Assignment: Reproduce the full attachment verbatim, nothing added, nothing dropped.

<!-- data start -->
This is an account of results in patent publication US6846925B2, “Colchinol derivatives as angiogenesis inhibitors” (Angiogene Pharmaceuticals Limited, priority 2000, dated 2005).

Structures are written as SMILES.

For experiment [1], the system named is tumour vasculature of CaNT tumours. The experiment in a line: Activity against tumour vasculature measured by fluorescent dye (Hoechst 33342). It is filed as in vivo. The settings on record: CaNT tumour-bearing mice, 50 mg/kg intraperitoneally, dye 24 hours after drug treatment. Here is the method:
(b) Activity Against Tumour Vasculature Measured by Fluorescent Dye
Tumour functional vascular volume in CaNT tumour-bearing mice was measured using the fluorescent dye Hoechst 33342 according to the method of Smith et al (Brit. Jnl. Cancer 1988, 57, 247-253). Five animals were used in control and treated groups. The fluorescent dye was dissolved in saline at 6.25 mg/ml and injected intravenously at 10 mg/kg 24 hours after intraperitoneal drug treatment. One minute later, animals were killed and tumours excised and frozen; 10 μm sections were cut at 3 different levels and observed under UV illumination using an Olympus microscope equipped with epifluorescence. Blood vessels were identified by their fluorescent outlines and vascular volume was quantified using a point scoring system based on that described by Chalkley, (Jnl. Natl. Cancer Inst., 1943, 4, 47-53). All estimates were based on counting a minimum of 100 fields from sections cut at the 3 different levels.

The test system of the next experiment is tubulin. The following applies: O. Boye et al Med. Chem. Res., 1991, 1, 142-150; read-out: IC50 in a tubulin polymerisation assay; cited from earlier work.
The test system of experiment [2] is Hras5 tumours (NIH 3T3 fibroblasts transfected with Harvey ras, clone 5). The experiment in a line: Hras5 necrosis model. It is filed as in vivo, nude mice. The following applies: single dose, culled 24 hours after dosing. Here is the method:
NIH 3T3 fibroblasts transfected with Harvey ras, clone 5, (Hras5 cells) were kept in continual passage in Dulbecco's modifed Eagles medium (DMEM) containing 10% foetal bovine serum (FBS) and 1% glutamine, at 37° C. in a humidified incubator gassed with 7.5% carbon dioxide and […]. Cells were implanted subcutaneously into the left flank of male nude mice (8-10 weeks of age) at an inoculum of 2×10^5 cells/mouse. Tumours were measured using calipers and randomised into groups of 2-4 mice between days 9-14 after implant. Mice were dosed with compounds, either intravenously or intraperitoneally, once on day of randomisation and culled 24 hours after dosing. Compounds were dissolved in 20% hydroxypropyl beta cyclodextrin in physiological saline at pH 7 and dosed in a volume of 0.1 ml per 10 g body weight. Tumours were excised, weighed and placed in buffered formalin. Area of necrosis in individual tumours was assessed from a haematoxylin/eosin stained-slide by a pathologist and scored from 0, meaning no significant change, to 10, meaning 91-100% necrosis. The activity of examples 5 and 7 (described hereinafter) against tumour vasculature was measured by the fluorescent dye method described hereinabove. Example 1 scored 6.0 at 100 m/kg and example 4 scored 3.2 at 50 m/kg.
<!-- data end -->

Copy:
This is an account of results in patent publication US6846925B2, “Colchinol derivatives as angiogenesis inhibitors” (Angiogene Pharmaceuticals Limited, priority 2000, dated 2005).

Structures are written as SMILES.

For experiment [1], the system named is tumour vasculature of CaNT tumours. The experiment in a line: Activity against tumour vasculature measured by fluorescent dye (Hoechst 33342). It is filed as in vivo. The settings on record: CaNT tumour-bearing mice, 50 mg/kg intraperitoneally, dye 24 hours after drug treatment. Here is the method:
(b) Activity Against Tumour Vasculature Measured by Fluorescent Dye
Tumour functional vascular volume in CaNT tumour-bearing mice was measured using the fluorescent dye Hoechst 33342 according to the method of Smith et al (Brit. Jnl. Cancer 1988, 57, 247-253). Five animals were used in control and treated groups. The fluorescent dye was dissolved in saline at 6.25 mg/ml and injected intravenously at 10 mg/kg 24 hours after intraperitoneal drug treatment. One minute later, animals were killed and tumours excised and frozen; 10 μm sections were cut at 3 different levels and observed under UV illumination using an Olympus microscope equipped with epifluorescence. Blood vessels were identified by their fluorescent outlines and vascular volume was quantified using a point scoring system based on that described by Chalkley, (Jnl. Natl. Cancer Inst., 1943, 4, 47-53). All estimates were based on counting a minimum of 100 fields from sections cut at the 3 different levels.

The test system of the next experiment is tubulin. The following applies: O. Boye et al Med. Chem. Res., 1991, 1, 142-150; read-out: IC50 in a tubulin polymerisation assay; cited from earlier work.
The test system of experiment [2] is Hras5 tumours (NIH 3T3 fibroblasts transfected with Harvey ras, clone 5). The experiment in a line: Hras5 necrosis model. It is filed as in vivo, nude mice. The following applies: single dose, culled 24 hours after dosing. Here is the method:
NIH 3T3 fibroblasts transfected with Harvey ras, clone 5, (Hras5 cells) were kept in continual passage in Dulbecco's modifed Eagles medium (DMEM) containing 10% foetal bovine serum (FBS) and 1% glutamine, at 37° C. in a humidified incubator gassed with 7.5% carbon dioxide and […]. Cells were implanted subcutaneously into the left flank of male nude mice (8-10 weeks of age) at an inoculum of 2×10^5 cells/mouse. Tumours were measured using calipers and randomised into groups of 2-4 mice between days 9-14 after implant. Mice were dosed with compounds, either intravenously or intraperitoneally, once on day of randomisation and culled 24 hours after dosing. Compounds were dissolved in 20% hydroxypropyl beta cyclodextrin in physiological saline at pH 7 and dosed in a volume of 0.1 ml per 10 g body weight. Tumours were excised, weighed and placed in buffered formalin. Area of necrosis in individual tumours was assessed from a haematoxylin/eosin stained-slide by a pathologist and scored from 0, meaning no significant change, to 10, meaning 91-100% necrosis. The activity of examples 5 and 7 (described hereinafter) against tumour vasculature was measured by the fluorescent dye method described hereinabove. Example 1 scored 6.0 at 100 m/kg and example 4 scored 3.2 at 50 m/kg.